The other downside to glossy photos is their high susceptibility to getting scratched.
The smooth surface offers little to no protection against the accidental nail scratches or scratches caused by metallic elements such as keys or rings.
Besides scratches, fingerprints are also a great enemy of glossy photos.
You may have noticed that glossy photos feel more ‘sticky', this sticky effect means your fingerprints are embedded onto the surface every time you touch it.
Matte Photo Finish
If you want to minimize the shine of a photo as much as possible, a matte photo finish is the best choice for you.
Because matte finish photos minimize light reflection they can be displayed in highly illuminated areas such as living room walls or near floor lamps.
The less intense light reflection of a matte photo finish is caused by a combination of the refractive and light scattering effect of the matte coating.
When light is reflected, it is bounced off a surface and redirected.
When light is refracted it is absorbed and scattered by a surface layer.
A reflected ray bounces off a surface but a refracted ray is absorbed and slightly redirected by a surface
When light hits a matte surface it is scattered in different directions as a result of its uneven surface.
This uneven surface is a deliberate material property caused by many tiny indentations on the surface of matte finishes.
As well as scattering light, matte finishes absorb more light (refracts it) making the photo images easier appreciate in highly lit conditions.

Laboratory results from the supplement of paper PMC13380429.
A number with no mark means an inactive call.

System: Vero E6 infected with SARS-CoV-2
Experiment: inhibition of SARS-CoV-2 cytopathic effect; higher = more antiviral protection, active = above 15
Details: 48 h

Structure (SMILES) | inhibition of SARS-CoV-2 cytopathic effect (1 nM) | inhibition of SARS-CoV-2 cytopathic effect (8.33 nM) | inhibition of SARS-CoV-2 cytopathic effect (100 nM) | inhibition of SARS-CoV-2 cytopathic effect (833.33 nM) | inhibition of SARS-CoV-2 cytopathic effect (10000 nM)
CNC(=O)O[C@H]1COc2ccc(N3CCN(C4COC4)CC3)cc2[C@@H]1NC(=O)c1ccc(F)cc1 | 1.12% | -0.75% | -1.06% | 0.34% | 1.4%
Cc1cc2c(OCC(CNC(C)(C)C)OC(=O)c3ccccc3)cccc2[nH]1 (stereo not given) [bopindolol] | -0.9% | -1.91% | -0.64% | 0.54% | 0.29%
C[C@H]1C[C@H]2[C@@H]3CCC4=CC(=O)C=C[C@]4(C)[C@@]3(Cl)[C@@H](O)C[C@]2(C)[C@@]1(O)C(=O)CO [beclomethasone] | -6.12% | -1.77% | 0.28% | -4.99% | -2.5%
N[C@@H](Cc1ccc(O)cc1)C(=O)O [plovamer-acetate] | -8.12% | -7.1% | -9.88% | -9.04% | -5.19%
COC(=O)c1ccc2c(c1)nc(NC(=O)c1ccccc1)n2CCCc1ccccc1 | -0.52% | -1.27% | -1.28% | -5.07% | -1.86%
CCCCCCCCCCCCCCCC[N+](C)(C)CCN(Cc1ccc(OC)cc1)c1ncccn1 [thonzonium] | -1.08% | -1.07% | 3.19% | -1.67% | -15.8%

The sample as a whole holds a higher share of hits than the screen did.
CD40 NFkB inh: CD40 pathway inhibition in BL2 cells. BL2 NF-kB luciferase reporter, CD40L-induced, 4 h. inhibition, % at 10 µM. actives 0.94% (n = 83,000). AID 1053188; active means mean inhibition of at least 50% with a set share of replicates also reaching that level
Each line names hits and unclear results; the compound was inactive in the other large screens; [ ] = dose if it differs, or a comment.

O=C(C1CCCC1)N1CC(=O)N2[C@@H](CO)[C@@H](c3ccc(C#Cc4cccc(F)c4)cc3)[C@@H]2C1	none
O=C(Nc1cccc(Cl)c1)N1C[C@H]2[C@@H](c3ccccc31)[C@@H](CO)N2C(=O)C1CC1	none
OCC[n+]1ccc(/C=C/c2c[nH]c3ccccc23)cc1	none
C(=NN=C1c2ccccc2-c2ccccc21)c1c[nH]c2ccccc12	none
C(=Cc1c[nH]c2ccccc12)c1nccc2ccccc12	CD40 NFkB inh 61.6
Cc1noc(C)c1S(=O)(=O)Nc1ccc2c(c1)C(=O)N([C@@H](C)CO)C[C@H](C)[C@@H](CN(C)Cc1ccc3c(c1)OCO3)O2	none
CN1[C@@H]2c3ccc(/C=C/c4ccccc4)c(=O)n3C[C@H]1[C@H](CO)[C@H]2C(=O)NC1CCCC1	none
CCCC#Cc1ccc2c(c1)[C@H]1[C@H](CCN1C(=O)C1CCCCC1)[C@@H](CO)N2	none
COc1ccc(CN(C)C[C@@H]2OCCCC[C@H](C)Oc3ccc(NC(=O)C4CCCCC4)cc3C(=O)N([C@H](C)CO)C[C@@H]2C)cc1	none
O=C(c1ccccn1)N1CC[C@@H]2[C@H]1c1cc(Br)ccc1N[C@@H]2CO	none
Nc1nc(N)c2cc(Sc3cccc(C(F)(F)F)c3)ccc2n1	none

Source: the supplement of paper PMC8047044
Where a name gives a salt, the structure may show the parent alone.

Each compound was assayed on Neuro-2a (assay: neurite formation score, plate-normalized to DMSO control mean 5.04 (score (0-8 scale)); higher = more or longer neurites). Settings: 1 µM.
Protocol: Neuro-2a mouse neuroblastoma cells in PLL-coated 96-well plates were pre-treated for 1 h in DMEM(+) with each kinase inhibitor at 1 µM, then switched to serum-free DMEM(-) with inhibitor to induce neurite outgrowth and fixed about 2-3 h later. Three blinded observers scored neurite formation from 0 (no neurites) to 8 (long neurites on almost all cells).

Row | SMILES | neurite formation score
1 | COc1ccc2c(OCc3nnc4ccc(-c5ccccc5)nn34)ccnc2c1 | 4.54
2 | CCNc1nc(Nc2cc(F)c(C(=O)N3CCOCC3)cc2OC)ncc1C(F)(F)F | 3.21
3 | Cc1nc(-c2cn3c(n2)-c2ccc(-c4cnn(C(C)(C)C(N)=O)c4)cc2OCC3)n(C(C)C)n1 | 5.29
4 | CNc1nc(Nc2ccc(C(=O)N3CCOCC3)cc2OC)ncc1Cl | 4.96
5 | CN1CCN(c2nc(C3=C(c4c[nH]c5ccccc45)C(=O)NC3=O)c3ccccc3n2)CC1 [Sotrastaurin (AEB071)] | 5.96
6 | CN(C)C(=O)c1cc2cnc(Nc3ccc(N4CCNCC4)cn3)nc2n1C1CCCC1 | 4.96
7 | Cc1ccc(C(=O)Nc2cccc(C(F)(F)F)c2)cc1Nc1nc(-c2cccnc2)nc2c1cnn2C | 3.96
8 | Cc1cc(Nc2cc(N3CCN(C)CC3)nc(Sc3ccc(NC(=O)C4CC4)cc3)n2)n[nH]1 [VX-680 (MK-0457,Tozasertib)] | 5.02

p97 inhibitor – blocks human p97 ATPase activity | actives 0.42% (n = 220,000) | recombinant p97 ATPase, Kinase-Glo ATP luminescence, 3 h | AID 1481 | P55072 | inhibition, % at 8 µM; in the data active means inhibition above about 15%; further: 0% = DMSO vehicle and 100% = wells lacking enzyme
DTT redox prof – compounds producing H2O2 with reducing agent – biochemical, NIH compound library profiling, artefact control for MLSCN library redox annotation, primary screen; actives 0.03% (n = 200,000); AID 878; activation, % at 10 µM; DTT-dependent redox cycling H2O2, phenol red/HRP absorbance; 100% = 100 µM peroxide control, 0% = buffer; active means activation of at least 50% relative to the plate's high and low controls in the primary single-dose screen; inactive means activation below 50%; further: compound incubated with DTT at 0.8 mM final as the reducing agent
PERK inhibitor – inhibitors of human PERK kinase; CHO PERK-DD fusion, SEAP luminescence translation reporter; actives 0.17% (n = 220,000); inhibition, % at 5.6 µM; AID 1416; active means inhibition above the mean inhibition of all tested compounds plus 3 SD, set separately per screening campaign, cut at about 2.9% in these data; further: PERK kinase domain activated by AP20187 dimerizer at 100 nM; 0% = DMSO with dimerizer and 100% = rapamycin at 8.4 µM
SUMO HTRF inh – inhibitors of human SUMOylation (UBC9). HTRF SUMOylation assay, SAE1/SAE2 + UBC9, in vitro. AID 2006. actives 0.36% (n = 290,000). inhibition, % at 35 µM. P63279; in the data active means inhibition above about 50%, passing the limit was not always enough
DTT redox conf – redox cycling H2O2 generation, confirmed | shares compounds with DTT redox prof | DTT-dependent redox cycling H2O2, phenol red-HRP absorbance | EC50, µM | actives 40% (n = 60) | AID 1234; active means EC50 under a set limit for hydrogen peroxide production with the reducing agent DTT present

When to Use a Matte Photo Finish
If you are planning on displaying your photo prints behind glass, a matte finish is definitely the best choice.
Not only will matte photos not stick to the glass of photo frame, but they will also reflect less light, making them much more enjoyable to look at.
Matte photos work well on any glass application, not just within a photo frame. If you are sticking photos onto a glass partition in your office, matte finished photos can be readily removed without damage.
If your photos will be handled often, a matte finish would be a better option since they will not absorb the fingerprints of users.
The Downside Of Matte Photo Finish
Because matte finishes are designed to refract as much light as possible, this comes at the cost of colors not appearing as vibrant as they do in glossy photos.
So matte photo finishes do not offer as wide a color range as glossy photo finishes.
Matte photo finishes also minimize the sharpness of a photo, so if you are printing an image with a particularly high emphasis on clarity (such as high definition photos) a matte finish may not be an appropriate choice.
Your choice of photo finish depends on both the application of the printed photo and the effect you are seeking.
Photos displayed in a glass frame should be printed with a matte finish in order to prevent them from sticking to the glass surface and reflecting too much light.
If you are wanting to place a heavy emphasis on the vibrant colors of your photos and the crisp definition of it, a glossy photo finish would be a much better choice.
Written By Matt Fey, Media Marketing Manager at Printing Center USA